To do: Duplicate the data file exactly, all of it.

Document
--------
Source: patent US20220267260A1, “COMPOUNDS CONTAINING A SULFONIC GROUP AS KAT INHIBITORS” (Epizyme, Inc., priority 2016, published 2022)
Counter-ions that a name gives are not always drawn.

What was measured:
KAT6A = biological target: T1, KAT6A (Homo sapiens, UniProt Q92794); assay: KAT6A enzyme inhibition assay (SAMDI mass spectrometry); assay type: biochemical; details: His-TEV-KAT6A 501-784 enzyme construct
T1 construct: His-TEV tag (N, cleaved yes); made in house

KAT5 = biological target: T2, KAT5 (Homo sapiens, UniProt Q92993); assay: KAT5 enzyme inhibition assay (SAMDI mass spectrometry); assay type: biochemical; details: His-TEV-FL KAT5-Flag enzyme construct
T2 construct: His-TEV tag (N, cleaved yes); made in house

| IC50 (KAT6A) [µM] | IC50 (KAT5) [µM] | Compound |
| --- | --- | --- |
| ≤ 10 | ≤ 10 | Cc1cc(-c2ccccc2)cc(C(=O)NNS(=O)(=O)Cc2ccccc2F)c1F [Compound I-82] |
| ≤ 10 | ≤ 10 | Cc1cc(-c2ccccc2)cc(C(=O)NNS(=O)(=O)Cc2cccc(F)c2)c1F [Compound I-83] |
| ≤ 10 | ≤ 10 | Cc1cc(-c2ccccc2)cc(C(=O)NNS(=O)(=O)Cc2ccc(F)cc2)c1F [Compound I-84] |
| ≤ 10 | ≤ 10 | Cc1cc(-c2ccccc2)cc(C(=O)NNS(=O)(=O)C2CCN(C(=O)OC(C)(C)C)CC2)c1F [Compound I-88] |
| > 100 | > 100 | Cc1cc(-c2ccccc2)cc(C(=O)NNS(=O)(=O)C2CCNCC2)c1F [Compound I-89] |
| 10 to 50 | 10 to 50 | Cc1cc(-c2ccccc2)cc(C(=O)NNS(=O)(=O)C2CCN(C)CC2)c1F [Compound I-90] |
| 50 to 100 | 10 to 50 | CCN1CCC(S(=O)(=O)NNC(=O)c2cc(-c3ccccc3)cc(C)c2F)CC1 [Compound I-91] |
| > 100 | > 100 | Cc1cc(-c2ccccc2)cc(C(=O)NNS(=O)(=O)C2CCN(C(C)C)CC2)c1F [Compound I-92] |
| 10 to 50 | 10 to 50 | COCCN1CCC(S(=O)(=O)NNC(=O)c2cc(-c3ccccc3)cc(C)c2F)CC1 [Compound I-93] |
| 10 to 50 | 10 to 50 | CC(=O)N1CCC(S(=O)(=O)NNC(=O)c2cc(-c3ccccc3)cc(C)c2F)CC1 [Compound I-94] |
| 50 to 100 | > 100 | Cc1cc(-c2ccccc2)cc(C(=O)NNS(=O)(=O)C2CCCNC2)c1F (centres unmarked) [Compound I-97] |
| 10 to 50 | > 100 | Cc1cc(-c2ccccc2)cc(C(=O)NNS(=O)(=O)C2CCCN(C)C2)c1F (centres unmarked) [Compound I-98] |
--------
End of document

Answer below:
Source: patent US20220267260A1, “COMPOUNDS CONTAINING A SULFONIC GROUP AS KAT INHIBITORS” (Epizyme, Inc., priority 2016, published 2022)
Counter-ions that a name gives are not always drawn.

What was measured:
KAT6A = biological target: T1, KAT6A (Homo sapiens, UniProt Q92794); assay: KAT6A enzyme inhibition assay (SAMDI mass spectrometry); assay type: biochemical; details: His-TEV-KAT6A 501-784 enzyme construct
T1 construct: His-TEV tag (N, cleaved yes); made in house

KAT5 = biological target: T2, KAT5 (Homo sapiens, UniProt Q92993); assay: KAT5 enzyme inhibition assay (SAMDI mass spectrometry); assay type: biochemical; details: His-TEV-FL KAT5-Flag enzyme construct
T2 construct: His-TEV tag (N, cleaved yes); made in house

| IC50 (KAT6A) [µM] | IC50 (KAT5) [µM] | Compound |
| --- | --- | --- |
| ≤ 10 | ≤ 10 | Cc1cc(-c2ccccc2)cc(C(=O)NNS(=O)(=O)Cc2ccccc2F)c1F [Compound I-82] |
| ≤ 10 | ≤ 10 | Cc1cc(-c2ccccc2)cc(C(=O)NNS(=O)(=O)Cc2cccc(F)c2)c1F [Compound I-83] |
| ≤ 10 | ≤ 10 | Cc1cc(-c2ccccc2)cc(C(=O)NNS(=O)(=O)Cc2ccc(F)cc2)c1F [Compound I-84] |
| ≤ 10 | ≤ 10 | Cc1cc(-c2ccccc2)cc(C(=O)NNS(=O)(=O)C2CCN(C(=O)OC(C)(C)C)CC2)c1F [Compound I-88] |
| > 100 | > 100 | Cc1cc(-c2ccccc2)cc(C(=O)NNS(=O)(=O)C2CCNCC2)c1F [Compound I-89] |
| 10 to 50 | 10 to 50 | Cc1cc(-c2ccccc2)cc(C(=O)NNS(=O)(=O)C2CCN(C)CC2)c1F [Compound I-90] |
| 50 to 100 | 10 to 50 | CCN1CCC(S(=O)(=O)NNC(=O)c2cc(-c3ccccc3)cc(C)c2F)CC1 [Compound I-91] |
| > 100 | > 100 | Cc1cc(-c2ccccc2)cc(C(=O)NNS(=O)(=O)C2CCN(C(C)C)CC2)c1F [Compound I-92] |
| 10 to 50 | 10 to 50 | COCCN1CCC(S(=O)(=O)NNC(=O)c2cc(-c3ccccc3)cc(C)c2F)CC1 [Compound I-93] |
| 10 to 50 | 10 to 50 | CC(=O)N1CCC(S(=O)(=O)NNC(=O)c2cc(-c3ccccc3)cc(C)c2F)CC1 [Compound I-94] |
| 50 to 100 | > 100 | Cc1cc(-c2ccccc2)cc(C(=O)NNS(=O)(=O)C2CCCNC2)c1F (centres unmarked) [Compound I-97] |
| 10 to 50 | > 100 | Cc1cc(-c2ccccc2)cc(C(=O)NNS(=O)(=O)C2CCCN(C)C2)c1F (centres unmarked) [Compound I-98] |